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Food for Grieving (That’s Not a Casserole)

pots of food

For centuries, people have prepared and brought food to grieving people. It is a simple, comforting reminder that the bereaved are not alone. Casseroles are okay, but they are only one of your options. Keep reading for fresh ideas on an age-old act of condolence. 

Preparing and bringing food to a grieving family is not only thoughtful, but it is also practical. The first hours, days, and weeks after losing a loved one are a blur of making arrangements, calling relatives, planning memorials, and taking care of necessary paperwork. 

Grieving people tend to have trouble sleeping and eating on a regular schedule. The lack of nourishing food contributes to their physical and emotional decline. And simply, the act of coming to their home with food is proof that you care, which is incredibly comforting after losing a loved one. 


Why Casseroles Are Popular for Sympathy Meals

There is a reason why friends, family, and neighbors gravitate toward carb-heavy meals like lasagna, mac n’ cheese, pulled pork, and various casseroles for grieving families: they’re comforting. Most people are familiar with these dishes, and it reminds them of happier times. Not only does bringing food show compassion, they actually make grieving people feel better. As humans, carbs make us happier, especially when stressors like grief cause a drop in our natural serotonin levels. A warm, cheesy helping of lasagna boosts your brain’s serotonin uptake, making you feel satisfied and calmer, at least in the short term. 

Another bonus: these meals can be frozen and reheated for another night. Sugary foods, like cakes, cookies, and pies, are also comforting and popular as sympathy foods. Eating sweets boost drooping sugar levels, which can happen when people fail to eat regular meals.  


Regional and Cultural Sympathy Food Favorites

In the American south, it’s common to bring grieving families fried chicken, a hot chicken salad casserole, or a plate of deviled eggs and sandwiches with the crusts cut off. If you live in a northern state, you might bring a hearty lamb stew, eggplant parmesan, or chili. Aromatic chicken noodle soup is hard to beat, especially if you provide a warm loaf of crusty bread to accompany it.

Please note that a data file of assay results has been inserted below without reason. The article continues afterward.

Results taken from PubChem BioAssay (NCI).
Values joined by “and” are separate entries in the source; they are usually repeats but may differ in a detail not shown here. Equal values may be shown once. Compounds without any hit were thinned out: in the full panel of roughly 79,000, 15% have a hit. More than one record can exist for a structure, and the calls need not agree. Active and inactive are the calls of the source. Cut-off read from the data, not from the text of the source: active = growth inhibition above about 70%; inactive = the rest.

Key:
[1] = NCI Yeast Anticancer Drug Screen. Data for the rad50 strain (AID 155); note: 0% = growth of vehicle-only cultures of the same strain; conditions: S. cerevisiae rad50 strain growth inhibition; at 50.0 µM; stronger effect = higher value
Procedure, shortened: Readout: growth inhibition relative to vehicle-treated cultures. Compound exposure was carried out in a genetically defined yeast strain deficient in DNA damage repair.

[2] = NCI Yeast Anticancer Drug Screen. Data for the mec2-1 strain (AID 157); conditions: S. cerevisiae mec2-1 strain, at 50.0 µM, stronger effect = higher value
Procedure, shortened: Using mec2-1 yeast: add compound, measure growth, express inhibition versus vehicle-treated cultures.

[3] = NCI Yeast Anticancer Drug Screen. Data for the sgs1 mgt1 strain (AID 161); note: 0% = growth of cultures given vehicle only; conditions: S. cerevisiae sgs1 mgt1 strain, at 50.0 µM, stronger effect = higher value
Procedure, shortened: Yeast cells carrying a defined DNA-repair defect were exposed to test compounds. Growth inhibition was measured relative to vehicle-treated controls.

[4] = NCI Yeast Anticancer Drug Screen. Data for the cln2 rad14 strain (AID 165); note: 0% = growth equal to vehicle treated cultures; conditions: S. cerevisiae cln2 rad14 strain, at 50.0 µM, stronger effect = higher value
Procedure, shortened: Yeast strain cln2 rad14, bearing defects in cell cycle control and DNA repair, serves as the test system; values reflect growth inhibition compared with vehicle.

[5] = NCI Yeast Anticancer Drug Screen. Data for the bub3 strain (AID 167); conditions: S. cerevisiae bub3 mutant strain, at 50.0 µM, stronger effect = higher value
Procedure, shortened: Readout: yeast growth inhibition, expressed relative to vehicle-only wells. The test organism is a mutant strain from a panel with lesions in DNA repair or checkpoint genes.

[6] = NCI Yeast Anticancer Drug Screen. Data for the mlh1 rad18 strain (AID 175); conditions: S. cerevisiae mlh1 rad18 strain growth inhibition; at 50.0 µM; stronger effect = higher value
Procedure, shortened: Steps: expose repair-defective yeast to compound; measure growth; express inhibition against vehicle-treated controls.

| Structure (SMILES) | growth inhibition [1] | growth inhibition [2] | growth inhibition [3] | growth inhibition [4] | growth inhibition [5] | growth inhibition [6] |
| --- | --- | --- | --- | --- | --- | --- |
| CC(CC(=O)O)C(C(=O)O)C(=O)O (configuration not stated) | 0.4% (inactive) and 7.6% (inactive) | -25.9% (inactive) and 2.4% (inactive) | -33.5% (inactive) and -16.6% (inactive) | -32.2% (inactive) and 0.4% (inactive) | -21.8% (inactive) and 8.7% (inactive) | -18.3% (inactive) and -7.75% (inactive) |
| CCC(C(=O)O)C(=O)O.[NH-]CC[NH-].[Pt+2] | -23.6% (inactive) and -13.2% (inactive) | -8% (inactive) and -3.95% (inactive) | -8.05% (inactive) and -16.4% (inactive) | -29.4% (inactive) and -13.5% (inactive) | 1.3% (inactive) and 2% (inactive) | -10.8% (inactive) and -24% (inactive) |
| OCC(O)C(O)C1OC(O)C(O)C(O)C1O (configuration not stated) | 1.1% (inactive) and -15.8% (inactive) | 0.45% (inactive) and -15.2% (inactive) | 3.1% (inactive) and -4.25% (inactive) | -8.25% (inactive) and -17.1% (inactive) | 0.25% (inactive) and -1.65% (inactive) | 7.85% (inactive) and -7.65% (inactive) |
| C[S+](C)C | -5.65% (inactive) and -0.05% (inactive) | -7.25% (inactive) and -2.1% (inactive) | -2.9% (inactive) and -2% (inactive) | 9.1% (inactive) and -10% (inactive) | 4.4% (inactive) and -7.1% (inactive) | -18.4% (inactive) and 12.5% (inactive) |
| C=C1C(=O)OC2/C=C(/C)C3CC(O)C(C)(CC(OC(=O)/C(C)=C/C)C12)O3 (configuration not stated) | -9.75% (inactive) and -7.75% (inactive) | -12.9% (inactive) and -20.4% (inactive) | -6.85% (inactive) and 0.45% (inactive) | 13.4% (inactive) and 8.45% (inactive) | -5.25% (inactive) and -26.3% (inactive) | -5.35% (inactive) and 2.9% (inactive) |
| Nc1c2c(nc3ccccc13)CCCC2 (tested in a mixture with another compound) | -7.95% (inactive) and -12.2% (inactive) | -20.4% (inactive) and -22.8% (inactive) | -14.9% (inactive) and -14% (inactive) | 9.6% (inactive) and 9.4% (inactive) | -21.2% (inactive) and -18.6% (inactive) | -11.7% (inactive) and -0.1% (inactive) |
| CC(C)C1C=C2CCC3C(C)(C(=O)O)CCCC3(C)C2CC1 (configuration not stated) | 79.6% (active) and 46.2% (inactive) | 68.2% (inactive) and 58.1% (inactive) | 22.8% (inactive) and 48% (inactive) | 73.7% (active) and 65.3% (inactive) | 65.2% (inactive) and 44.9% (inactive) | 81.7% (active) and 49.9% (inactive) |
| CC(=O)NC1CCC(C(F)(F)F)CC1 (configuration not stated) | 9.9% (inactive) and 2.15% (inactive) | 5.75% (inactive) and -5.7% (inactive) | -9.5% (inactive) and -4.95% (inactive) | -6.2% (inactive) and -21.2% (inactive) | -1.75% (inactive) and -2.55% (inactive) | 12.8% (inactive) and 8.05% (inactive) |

In Hispanic communities, families often eat soup, tamales, and mole, a rich sauce that can be either savory or sweet, depending on the type. For Jewish families sitting shiva, consider bringing food that doesn’t require preparation, like bagels, bread, candy, nuts, cookies, and cakes. Ramen is a favorite for Asian families, although its popularity crosses all cultures. For Indian families, tomato-based curry dishes are comforting. 


You might like this article on How Different Religions Honor Their Lost Loved Ones 


Options for Non-Cooks

You can still provide a nourishing meal even if you don’t cook. Many grocery stores offer ready-to-eat meals in a variety of options. You could also bring fresh rolls, cold cuts, cheeses, and potato salad. Drop off a fruit and vegetable platter along with an extra-large sub. Never underestimate the appeal of a warm pizza. And for ultimate flexibility, give a DoorDash, Uber Eats, or other food delivery gift card.

Tips for Providing Food to Those Who Are Grieving

Follow these tips for successful sympathy food deliveries.

Respect peoples’ dietary and allergy restrictions.

Consider any food allergies, preferences, and dietary restrictions the family may have. If you need clarification, ask. You can also share the ingredients for families to review. 

Make sure someone is home to accept delivery.

Reach out to a family member to schedule a meal delivery time. The type of meal you’re bringing affects when you should deliver it, whether it’s food that should be served hot or requires refrigeration. 

Extend an invitation to eat at your home.

Depending on your relationship with the family and their comfort level, invite them to your home for dinner. Don’t pressure them, but grieving families might appreciate a change in scenery.

Tell them you’re preparing or bringing food.

It can be challenging for some people to accept help from others. Tell them that food is on the way instead of asking if you can bring it. As the saying goes, sometimes it’s better to ask for forgiveness rather than permission. 

Use disposable containers.

You can find disposable or recyclable food-safe containers everywhere (an aluminum roasting pan is handy for just about any type of food). However, food delivered in a baking dish invites the recipient to return it when they are ready to visit, a sign of support that you will continue to be there for them. 

Label the container. 

Even if you don’t want or need the container returned to you, always label the outside with your name and what’s inside to avoid any issues with allergies or dietary restrictions. Include a note with heating instructions (if necessary) and a personal sympathy message.


Five Fresh Recipes to Make & Share

  • Hot Chicken Salad – This Southern favorite consists of a baked chicken salad loaded with pimentos, cheese, almonds, and French-fried onions. Get the recipe
  • Roasted Pumpkin Lasagna – A delicious, meatless lasagna reboot that can also be made with butternut squash. To save prep time, use oven-ready lasagna noodles. Get the recipe  
  • Chicken Mole Tamales – These spicy, rich chicken mole tamales require only one type of chile, making it a simpler option to make for families who enjoy a savory dish. Get the recipe 
  • Asian Beef Ramen Noodles – You make this quick dish using one pot, ground beef, and instant ramen noodles without the included seasoning pack. Get the recipe  
  • Crescent Roll Casserole – This easy, versatile dish can be served hot or cold for breakfast, lunch, or dinner. Get the recipe 


Looking for more ways to help? Click here to read Helping Others Through Their Grief